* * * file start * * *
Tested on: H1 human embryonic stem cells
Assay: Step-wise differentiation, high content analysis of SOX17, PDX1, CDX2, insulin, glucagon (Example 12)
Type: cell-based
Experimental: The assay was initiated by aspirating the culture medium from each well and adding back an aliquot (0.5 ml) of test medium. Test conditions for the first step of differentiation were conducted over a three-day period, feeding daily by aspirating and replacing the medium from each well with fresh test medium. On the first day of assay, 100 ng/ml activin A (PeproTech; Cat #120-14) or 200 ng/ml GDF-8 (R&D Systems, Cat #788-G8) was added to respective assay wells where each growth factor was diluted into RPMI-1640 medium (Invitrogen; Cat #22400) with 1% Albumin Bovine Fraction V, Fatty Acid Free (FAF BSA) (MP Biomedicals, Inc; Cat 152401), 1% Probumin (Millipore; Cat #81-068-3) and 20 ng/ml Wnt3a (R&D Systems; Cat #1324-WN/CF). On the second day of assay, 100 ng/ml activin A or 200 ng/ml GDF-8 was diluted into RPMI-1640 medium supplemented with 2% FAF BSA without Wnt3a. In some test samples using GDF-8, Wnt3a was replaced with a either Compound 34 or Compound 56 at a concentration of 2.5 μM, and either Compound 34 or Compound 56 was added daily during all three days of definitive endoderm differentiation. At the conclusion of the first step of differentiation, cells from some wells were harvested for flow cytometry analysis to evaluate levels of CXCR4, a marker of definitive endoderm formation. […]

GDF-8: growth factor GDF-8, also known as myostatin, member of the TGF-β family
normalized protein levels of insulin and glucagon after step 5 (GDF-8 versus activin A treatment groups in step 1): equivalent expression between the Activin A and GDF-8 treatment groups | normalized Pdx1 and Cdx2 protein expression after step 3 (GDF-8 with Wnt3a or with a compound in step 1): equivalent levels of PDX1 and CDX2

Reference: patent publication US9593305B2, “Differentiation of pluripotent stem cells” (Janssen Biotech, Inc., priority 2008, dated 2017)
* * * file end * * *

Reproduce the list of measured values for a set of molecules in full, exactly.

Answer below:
Tested on: H1 human embryonic stem cells
Assay: Step-wise differentiation, high content analysis of SOX17, PDX1, CDX2, insulin, glucagon (Example 12)
Type: cell-based
Experimental: The assay was initiated by aspirating the culture medium from each well and adding back an aliquot (0.5 ml) of test medium. Test conditions for the first step of differentiation were conducted over a three-day period, feeding daily by aspirating and replacing the medium from each well with fresh test medium. On the first day of assay, 100 ng/ml activin A (PeproTech; Cat #120-14) or 200 ng/ml GDF-8 (R&D Systems, Cat #788-G8) was added to respective assay wells where each growth factor was diluted into RPMI-1640 medium (Invitrogen; Cat #22400) with 1% Albumin Bovine Fraction V, Fatty Acid Free (FAF BSA) (MP Biomedicals, Inc; Cat 152401), 1% Probumin (Millipore; Cat #81-068-3) and 20 ng/ml Wnt3a (R&D Systems; Cat #1324-WN/CF). On the second day of assay, 100 ng/ml activin A or 200 ng/ml GDF-8 was diluted into RPMI-1640 medium supplemented with 2% FAF BSA without Wnt3a. In some test samples using GDF-8, Wnt3a was replaced with a either Compound 34 or Compound 56 at a concentration of 2.5 μM, and either Compound 34 or Compound 56 was added daily during all three days of definitive endoderm differentiation. At the conclusion of the first step of differentiation, cells from some wells were harvested for flow cytometry analysis to evaluate levels of CXCR4, a marker of definitive endoderm formation. […]

GDF-8: growth factor GDF-8, also known as myostatin, member of the TGF-β family
normalized protein levels of insulin and glucagon after step 5 (GDF-8 versus activin A treatment groups in step 1): equivalent expression between the Activin A and GDF-8 treatment groups | normalized Pdx1 and Cdx2 protein expression after step 3 (GDF-8 with Wnt3a or with a compound in step 1): equivalent levels of PDX1 and CDX2

Reference: patent publication US9593305B2, “Differentiation of pluripotent stem cells” (Janssen Biotech, Inc., priority 2008, dated 2017)